GOOD Ideas for Cities: Showcasing St. Louis' Creative Talent
How can a city demonstrate its cultural offerings to its citizens? Create urban beacons that act as visual indicators of local creative activity.
Sometimes it can be hard to demonstrate the breadth of cultural activity that's happening in a city—especially to naysayers who claim there's nothing going on. How can a city showcase its creativity in a way that makes citizens want to be a part of it? As part of GOOD Ideas for Cities St. Louis, Brain Drain presented its idea for making St. Louis's assets more tangible. As they examined the challenge, Brain Drain realized that St. Louis already possessed rich cultural activity—the problem was making it apparent to locals and outsiders. They developed the idea of building a network of large, glowing pillars that would grow brighter depending on the frequency of nearby social media like Tweets, Foursquare check-ins, and Yelp reviews. Using a browser or an app, people would view visualizations that showed the information feeding each pillar, and the pillars themselves would act as beacons in the urban environment: providing lighting (and safety) at night, serving as a kind of public square, and providing free wifi hotspots throughout the city.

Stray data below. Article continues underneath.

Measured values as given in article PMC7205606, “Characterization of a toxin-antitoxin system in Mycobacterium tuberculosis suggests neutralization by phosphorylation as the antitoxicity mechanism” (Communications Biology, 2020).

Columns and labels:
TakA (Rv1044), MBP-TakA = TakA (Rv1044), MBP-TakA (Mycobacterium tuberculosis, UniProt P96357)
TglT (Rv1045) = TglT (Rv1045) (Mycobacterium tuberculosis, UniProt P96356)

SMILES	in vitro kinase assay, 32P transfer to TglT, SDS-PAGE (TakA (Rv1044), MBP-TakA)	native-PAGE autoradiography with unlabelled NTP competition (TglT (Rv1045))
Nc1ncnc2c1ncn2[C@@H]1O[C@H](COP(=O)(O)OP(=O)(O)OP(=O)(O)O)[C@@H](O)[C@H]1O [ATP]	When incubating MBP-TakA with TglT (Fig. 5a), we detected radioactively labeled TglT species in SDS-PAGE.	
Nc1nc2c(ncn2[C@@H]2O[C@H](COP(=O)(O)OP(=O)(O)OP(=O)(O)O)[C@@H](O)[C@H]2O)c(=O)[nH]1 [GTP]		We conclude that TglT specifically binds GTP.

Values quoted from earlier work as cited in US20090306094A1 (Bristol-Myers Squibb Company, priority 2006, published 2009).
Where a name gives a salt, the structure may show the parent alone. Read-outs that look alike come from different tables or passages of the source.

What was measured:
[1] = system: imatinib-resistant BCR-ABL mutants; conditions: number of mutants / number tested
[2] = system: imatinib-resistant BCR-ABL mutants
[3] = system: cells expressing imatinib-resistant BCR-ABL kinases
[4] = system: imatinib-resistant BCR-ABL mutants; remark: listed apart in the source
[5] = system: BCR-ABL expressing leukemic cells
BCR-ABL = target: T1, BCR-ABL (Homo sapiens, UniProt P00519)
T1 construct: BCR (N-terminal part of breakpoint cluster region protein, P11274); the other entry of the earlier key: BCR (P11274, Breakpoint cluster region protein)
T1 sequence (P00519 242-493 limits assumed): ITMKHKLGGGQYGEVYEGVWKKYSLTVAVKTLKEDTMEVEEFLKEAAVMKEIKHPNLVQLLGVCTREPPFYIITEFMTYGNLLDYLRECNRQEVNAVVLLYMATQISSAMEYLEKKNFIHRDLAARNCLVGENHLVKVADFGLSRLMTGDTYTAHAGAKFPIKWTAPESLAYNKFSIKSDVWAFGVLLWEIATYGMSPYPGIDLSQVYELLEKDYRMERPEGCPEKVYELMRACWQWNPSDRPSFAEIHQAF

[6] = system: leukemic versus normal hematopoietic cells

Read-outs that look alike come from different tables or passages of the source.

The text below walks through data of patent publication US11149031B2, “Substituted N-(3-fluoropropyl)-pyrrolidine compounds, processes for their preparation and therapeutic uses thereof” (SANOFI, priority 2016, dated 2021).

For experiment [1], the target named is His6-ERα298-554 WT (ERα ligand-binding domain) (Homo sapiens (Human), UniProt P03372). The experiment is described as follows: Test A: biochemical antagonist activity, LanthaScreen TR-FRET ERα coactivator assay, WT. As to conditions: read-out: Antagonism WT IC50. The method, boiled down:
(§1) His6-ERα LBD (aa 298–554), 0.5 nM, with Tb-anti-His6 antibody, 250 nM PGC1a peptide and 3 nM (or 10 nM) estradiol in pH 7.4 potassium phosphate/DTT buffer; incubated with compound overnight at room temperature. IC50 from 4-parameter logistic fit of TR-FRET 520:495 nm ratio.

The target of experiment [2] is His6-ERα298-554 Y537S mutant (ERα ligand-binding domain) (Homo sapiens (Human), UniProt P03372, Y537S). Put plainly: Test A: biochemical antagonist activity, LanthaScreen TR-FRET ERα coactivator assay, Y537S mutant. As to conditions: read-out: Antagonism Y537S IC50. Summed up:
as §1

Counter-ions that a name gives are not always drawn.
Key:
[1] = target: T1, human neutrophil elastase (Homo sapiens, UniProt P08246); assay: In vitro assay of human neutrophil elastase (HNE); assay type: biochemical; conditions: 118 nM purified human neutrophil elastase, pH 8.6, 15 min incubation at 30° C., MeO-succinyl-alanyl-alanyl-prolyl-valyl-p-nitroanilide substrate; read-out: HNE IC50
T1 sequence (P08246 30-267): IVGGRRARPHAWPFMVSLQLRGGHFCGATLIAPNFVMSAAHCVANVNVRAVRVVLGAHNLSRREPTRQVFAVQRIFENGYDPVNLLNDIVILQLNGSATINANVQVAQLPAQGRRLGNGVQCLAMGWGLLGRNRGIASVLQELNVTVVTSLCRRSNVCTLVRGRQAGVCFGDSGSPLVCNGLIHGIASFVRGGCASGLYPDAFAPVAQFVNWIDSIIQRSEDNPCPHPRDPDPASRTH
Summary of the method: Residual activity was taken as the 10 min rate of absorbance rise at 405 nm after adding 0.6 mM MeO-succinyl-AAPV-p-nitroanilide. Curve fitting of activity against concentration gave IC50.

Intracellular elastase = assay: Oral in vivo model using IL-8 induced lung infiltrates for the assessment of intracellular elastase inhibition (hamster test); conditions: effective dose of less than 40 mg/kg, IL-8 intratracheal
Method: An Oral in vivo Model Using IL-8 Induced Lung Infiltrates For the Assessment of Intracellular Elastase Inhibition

Challenge: Have an animated conversation with a young transplant or multi-generational loyalist and you will understand the passion people here have for St. Louis. But, too often, the message falls back on empty boosterism. Whatever the cause, we must understand it, admit it and fix it. How do we deepen the pool of diverse people who love St. Louis and are personally invested in its progress?
Brain Drain: Matt Strom, Tara Pham, Logan Alexander, Noah MacMillan, Zoë Scharf, Amanda Yates, Andrew Warshauer, Kuan Butts, Danielle Wallis, Christine Stavridis, Bennett Gale
For more information about this idea visit Brain Drain's website.
GOOD Ideas for Cities pairs creative problem-solvers with real urban challenges proposed by civic leaders. To learn more visit good.is/ideasforcities